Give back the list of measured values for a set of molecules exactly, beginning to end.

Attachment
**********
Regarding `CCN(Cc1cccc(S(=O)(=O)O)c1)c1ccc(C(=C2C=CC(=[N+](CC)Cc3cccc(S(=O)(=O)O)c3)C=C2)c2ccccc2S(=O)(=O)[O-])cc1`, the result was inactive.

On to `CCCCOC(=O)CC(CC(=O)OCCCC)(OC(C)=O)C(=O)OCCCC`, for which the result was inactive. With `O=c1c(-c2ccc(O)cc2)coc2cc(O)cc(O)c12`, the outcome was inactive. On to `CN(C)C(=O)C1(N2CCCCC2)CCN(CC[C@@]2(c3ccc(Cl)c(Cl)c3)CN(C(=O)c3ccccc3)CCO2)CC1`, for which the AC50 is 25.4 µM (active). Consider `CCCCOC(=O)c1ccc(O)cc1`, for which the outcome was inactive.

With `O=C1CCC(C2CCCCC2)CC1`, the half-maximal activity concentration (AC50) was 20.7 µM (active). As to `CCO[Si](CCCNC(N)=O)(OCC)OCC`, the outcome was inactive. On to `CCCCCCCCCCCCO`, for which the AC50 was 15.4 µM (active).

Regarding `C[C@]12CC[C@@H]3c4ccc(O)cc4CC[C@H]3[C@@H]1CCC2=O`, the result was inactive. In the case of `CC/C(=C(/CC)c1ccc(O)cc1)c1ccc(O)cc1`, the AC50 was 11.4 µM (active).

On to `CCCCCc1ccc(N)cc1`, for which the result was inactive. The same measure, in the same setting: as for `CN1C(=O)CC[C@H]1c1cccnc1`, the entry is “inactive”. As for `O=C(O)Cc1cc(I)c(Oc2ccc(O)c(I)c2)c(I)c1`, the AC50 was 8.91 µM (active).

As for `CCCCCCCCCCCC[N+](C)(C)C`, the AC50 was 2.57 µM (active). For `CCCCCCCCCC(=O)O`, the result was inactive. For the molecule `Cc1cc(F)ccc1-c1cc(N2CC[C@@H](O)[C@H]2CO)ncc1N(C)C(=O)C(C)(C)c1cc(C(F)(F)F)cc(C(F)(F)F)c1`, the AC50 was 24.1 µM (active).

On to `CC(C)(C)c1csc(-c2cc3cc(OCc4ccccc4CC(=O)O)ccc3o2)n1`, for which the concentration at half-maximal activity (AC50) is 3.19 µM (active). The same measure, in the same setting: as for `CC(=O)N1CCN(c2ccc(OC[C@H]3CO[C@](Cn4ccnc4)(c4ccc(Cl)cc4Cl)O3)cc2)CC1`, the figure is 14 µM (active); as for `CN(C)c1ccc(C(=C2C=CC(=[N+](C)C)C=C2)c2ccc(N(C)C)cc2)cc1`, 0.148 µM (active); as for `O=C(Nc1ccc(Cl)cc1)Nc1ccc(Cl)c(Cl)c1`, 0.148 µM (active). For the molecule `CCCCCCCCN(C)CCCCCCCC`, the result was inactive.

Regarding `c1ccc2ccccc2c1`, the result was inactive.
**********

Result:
Regarding `CCN(Cc1cccc(S(=O)(=O)O)c1)c1ccc(C(=C2C=CC(=[N+](CC)Cc3cccc(S(=O)(=O)O)c3)C=C2)c2ccccc2S(=O)(=O)[O-])cc1`, the result was inactive.

On to `CCCCOC(=O)CC(CC(=O)OCCCC)(OC(C)=O)C(=O)OCCCC`, for which the result was inactive. With `O=c1c(-c2ccc(O)cc2)coc2cc(O)cc(O)c12`, the outcome was inactive. On to `CN(C)C(=O)C1(N2CCCCC2)CCN(CC[C@@]2(c3ccc(Cl)c(Cl)c3)CN(C(=O)c3ccccc3)CCO2)CC1`, for which the AC50 is 25.4 µM (active). Consider `CCCCOC(=O)c1ccc(O)cc1`, for which the outcome was inactive.

With `O=C1CCC(C2CCCCC2)CC1`, the half-maximal activity concentration (AC50) was 20.7 µM (active). As to `CCO[Si](CCCNC(N)=O)(OCC)OCC`, the outcome was inactive. On to `CCCCCCCCCCCCO`, for which the AC50 was 15.4 µM (active).

Regarding `C[C@]12CC[C@@H]3c4ccc(O)cc4CC[C@H]3[C@@H]1CCC2=O`, the result was inactive. In the case of `CC/C(=C(/CC)c1ccc(O)cc1)c1ccc(O)cc1`, the AC50 was 11.4 µM (active).

On to `CCCCCc1ccc(N)cc1`, for which the result was inactive. The same measure, in the same setting: as for `CN1C(=O)CC[C@H]1c1cccnc1`, the entry is “inactive”. As for `O=C(O)Cc1cc(I)c(Oc2ccc(O)c(I)c2)c(I)c1`, the AC50 was 8.91 µM (active).

As for `CCCCCCCCCCCC[N+](C)(C)C`, the AC50 was 2.57 µM (active). For `CCCCCCCCCC(=O)O`, the result was inactive. For the molecule `Cc1cc(F)ccc1-c1cc(N2CC[C@@H](O)[C@H]2CO)ncc1N(C)C(=O)C(C)(C)c1cc(C(F)(F)F)cc(C(F)(F)F)c1`, the AC50 was 24.1 µM (active).

On to `CC(C)(C)c1csc(-c2cc3cc(OCc4ccccc4CC(=O)O)ccc3o2)n1`, for which the concentration at half-maximal activity (AC50) is 3.19 µM (active). The same measure, in the same setting: as for `CC(=O)N1CCN(c2ccc(OC[C@H]3CO[C@](Cn4ccnc4)(c4ccc(Cl)cc4Cl)O3)cc2)CC1`, the figure is 14 µM (active); as for `CN(C)c1ccc(C(=C2C=CC(=[N+](C)C)C=C2)c2ccc(N(C)C)cc2)cc1`, 0.148 µM (active); as for `O=C(Nc1ccc(Cl)cc1)Nc1ccc(Cl)c(Cl)c1`, 0.148 µM (active). For the molecule `CCCCCCCCN(C)CCCCCCCC`, the result was inactive.

Regarding `c1ccc2ccccc2c1`, the result was inactive.